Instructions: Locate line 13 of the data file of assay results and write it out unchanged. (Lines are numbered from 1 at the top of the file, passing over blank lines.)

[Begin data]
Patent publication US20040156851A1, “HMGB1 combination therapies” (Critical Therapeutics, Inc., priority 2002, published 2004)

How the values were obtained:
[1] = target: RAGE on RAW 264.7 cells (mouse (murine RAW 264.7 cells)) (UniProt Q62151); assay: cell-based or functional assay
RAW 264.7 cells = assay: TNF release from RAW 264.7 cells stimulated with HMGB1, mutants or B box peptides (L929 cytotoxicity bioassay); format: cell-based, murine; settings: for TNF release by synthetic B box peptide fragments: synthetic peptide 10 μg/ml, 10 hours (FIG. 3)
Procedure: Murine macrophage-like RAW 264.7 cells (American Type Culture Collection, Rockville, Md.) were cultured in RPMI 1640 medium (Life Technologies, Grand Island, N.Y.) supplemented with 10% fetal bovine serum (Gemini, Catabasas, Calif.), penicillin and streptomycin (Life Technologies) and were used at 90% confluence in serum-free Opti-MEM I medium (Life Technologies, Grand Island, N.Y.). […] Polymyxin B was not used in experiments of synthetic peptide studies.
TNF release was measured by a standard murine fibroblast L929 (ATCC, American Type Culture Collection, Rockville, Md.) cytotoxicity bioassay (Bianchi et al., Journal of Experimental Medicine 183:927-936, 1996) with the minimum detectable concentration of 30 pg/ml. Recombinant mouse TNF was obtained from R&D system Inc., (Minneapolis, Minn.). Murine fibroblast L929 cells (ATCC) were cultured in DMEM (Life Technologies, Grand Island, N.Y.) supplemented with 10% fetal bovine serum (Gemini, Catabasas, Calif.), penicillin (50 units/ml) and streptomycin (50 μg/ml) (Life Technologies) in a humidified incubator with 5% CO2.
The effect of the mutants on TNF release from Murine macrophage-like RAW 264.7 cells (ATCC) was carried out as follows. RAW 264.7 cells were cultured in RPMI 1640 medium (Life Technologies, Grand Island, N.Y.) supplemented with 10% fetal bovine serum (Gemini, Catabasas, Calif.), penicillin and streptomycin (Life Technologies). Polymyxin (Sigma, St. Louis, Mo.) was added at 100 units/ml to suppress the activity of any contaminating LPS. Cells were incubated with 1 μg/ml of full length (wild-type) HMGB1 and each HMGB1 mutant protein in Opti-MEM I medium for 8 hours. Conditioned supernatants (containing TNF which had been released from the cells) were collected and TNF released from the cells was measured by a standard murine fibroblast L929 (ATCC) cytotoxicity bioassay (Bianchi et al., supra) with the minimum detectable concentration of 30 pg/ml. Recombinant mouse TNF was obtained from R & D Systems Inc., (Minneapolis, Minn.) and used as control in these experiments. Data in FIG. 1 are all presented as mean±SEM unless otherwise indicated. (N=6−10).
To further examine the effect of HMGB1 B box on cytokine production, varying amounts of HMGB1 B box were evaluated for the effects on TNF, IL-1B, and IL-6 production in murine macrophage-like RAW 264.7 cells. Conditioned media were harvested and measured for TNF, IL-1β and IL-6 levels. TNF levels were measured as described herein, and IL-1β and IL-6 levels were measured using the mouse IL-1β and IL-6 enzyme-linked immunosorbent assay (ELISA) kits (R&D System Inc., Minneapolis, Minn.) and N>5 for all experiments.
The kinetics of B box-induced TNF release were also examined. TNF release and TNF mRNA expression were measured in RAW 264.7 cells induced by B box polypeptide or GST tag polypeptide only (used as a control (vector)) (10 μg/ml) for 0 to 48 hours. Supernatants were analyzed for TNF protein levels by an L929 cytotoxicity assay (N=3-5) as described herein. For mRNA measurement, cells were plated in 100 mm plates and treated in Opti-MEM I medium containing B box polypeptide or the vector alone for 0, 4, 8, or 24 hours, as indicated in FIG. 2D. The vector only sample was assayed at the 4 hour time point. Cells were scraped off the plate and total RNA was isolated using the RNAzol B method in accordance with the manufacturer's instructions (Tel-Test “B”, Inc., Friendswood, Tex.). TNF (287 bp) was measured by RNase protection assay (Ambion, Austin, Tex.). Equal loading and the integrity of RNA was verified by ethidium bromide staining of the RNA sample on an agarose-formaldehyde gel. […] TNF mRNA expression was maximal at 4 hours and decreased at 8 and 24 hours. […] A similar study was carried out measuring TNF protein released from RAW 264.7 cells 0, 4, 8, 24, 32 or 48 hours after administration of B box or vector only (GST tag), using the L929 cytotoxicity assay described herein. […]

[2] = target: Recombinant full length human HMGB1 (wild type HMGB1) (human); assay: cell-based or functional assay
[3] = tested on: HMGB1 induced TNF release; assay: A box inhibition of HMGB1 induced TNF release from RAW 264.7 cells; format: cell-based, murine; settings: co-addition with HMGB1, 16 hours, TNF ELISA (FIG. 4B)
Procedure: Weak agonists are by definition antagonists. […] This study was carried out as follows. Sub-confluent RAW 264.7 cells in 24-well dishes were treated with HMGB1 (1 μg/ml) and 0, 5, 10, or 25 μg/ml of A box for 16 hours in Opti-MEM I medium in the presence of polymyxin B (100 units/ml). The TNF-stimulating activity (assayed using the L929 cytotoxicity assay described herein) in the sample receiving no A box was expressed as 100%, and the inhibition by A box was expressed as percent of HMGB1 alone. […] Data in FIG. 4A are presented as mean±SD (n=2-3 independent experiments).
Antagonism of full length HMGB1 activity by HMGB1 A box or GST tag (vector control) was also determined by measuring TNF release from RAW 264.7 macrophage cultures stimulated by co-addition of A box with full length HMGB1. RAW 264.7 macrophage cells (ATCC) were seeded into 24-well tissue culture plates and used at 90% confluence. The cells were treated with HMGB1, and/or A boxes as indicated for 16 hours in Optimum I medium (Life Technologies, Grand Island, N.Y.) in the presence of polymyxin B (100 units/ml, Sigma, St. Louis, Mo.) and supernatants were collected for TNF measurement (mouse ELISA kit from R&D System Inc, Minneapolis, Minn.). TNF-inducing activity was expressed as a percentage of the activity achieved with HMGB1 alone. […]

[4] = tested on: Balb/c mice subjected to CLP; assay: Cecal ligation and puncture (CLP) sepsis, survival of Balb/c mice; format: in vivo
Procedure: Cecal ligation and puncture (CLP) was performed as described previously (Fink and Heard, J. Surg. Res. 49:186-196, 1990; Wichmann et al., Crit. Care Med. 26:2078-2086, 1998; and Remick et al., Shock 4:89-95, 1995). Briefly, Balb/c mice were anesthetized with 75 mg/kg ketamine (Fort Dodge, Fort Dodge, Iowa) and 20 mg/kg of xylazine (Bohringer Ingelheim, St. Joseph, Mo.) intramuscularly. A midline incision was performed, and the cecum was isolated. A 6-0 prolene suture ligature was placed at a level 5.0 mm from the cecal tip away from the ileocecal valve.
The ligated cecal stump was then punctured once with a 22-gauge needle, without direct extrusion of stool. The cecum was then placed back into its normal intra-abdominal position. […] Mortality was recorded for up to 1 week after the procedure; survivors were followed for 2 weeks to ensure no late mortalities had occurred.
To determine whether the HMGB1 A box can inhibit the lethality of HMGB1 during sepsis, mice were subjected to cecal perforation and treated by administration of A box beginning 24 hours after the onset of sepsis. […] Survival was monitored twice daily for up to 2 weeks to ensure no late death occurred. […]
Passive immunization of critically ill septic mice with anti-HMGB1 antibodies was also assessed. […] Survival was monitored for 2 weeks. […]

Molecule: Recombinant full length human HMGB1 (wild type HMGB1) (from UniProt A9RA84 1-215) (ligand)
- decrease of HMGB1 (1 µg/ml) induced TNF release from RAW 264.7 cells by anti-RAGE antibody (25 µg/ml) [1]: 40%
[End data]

Antagonism of full length HMGB1 activity by HMGB1 A box or GST tag (vector control) was also determined by measuring TNF release from RAW 264.7 macrophage cultures stimulated by co-addition of A box with full length HMGB1. RAW 264.7 macrophage cells (ATCC) were seeded into 24-well tissue culture plates and used at 90% confluence. The cells were treated with HMGB1, and/or A boxes as indicated for 16 hours in Optimum I medium (Life Technologies, Grand Island, N.Y.) in the presence of polymyxin B (100 units/ml, Sigma, St. Louis, Mo.) and supernatants were collected for TNF measurement (mouse ELISA kit from R&D System Inc, Minneapolis, Minn.). TNF-inducing activity was expressed as a percentage of the activity achieved with HMGB1 alone. […]